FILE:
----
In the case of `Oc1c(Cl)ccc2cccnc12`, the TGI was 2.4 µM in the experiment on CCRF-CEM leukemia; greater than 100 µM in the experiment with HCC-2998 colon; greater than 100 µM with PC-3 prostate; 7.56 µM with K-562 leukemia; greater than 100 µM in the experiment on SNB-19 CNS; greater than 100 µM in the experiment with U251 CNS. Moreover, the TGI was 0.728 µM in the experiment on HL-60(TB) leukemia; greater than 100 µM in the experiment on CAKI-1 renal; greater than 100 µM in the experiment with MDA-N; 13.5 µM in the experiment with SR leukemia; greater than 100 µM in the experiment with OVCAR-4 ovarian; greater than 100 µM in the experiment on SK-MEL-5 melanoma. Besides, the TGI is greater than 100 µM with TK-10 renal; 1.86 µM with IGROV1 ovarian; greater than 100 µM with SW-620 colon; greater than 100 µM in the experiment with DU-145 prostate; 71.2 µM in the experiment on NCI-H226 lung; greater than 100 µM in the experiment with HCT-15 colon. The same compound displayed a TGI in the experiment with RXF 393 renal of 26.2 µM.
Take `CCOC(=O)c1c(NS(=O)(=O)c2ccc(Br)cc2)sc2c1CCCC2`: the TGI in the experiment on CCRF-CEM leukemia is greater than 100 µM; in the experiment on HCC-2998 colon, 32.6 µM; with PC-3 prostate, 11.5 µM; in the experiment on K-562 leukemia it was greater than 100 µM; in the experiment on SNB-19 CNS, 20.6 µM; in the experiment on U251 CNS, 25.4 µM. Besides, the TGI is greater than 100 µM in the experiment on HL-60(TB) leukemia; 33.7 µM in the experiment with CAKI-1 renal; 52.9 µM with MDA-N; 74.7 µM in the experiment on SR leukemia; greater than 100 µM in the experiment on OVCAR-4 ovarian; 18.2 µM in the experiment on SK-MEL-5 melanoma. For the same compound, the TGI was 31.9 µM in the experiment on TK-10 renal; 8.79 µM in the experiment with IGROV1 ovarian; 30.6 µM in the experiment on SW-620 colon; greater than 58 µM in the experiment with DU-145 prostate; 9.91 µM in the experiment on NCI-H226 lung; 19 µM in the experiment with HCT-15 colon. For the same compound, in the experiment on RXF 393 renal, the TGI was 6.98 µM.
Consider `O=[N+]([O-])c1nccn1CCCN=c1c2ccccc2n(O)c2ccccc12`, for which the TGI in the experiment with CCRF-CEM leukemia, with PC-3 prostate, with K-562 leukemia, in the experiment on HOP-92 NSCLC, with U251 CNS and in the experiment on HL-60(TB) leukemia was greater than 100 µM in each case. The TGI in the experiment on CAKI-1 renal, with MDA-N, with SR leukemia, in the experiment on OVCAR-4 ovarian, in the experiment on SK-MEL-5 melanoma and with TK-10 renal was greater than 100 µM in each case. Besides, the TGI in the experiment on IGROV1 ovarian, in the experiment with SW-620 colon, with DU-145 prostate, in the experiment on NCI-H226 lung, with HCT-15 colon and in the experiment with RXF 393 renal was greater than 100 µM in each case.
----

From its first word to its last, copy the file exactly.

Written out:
In the case of `Oc1c(Cl)ccc2cccnc12`, the TGI was 2.4 µM in the experiment on CCRF-CEM leukemia; greater than 100 µM in the experiment with HCC-2998 colon; greater than 100 µM with PC-3 prostate; 7.56 µM with K-562 leukemia; greater than 100 µM in the experiment on SNB-19 CNS; greater than 100 µM in the experiment with U251 CNS. Moreover, the TGI was 0.728 µM in the experiment on HL-60(TB) leukemia; greater than 100 µM in the experiment on CAKI-1 renal; greater than 100 µM in the experiment with MDA-N; 13.5 µM in the experiment with SR leukemia; greater than 100 µM in the experiment with OVCAR-4 ovarian; greater than 100 µM in the experiment on SK-MEL-5 melanoma. Besides, the TGI is greater than 100 µM with TK-10 renal; 1.86 µM with IGROV1 ovarian; greater than 100 µM with SW-620 colon; greater than 100 µM in the experiment with DU-145 prostate; 71.2 µM in the experiment on NCI-H226 lung; greater than 100 µM in the experiment with HCT-15 colon. The same compound displayed a TGI in the experiment with RXF 393 renal of 26.2 µM.
Take `CCOC(=O)c1c(NS(=O)(=O)c2ccc(Br)cc2)sc2c1CCCC2`: the TGI in the experiment on CCRF-CEM leukemia is greater than 100 µM; in the experiment on HCC-2998 colon, 32.6 µM; with PC-3 prostate, 11.5 µM; in the experiment on K-562 leukemia it was greater than 100 µM; in the experiment on SNB-19 CNS, 20.6 µM; in the experiment on U251 CNS, 25.4 µM. Besides, the TGI is greater than 100 µM in the experiment on HL-60(TB) leukemia; 33.7 µM in the experiment with CAKI-1 renal; 52.9 µM with MDA-N; 74.7 µM in the experiment on SR leukemia; greater than 100 µM in the experiment on OVCAR-4 ovarian; 18.2 µM in the experiment on SK-MEL-5 melanoma. For the same compound, the TGI was 31.9 µM in the experiment on TK-10 renal; 8.79 µM in the experiment with IGROV1 ovarian; 30.6 µM in the experiment on SW-620 colon; greater than 58 µM in the experiment with DU-145 prostate; 9.91 µM in the experiment on NCI-H226 lung; 19 µM in the experiment with HCT-15 colon. For the same compound, in the experiment on RXF 393 renal, the TGI was 6.98 µM.
Consider `O=[N+]([O-])c1nccn1CCCN=c1c2ccccc2n(O)c2ccccc12`, for which the TGI in the experiment with CCRF-CEM leukemia, with PC-3 prostate, with K-562 leukemia, in the experiment on HOP-92 NSCLC, with U251 CNS and in the experiment on HL-60(TB) leukemia was greater than 100 µM in each case. The TGI in the experiment on CAKI-1 renal, with MDA-N, with SR leukemia, in the experiment on OVCAR-4 ovarian, in the experiment on SK-MEL-5 melanoma and with TK-10 renal was greater than 100 µM in each case. Besides, the TGI in the experiment on IGROV1 ovarian, in the experiment with SW-620 colon, with DU-145 prostate, in the experiment on NCI-H226 lung, with HCT-15 colon and in the experiment with RXF 393 renal was greater than 100 µM in each case.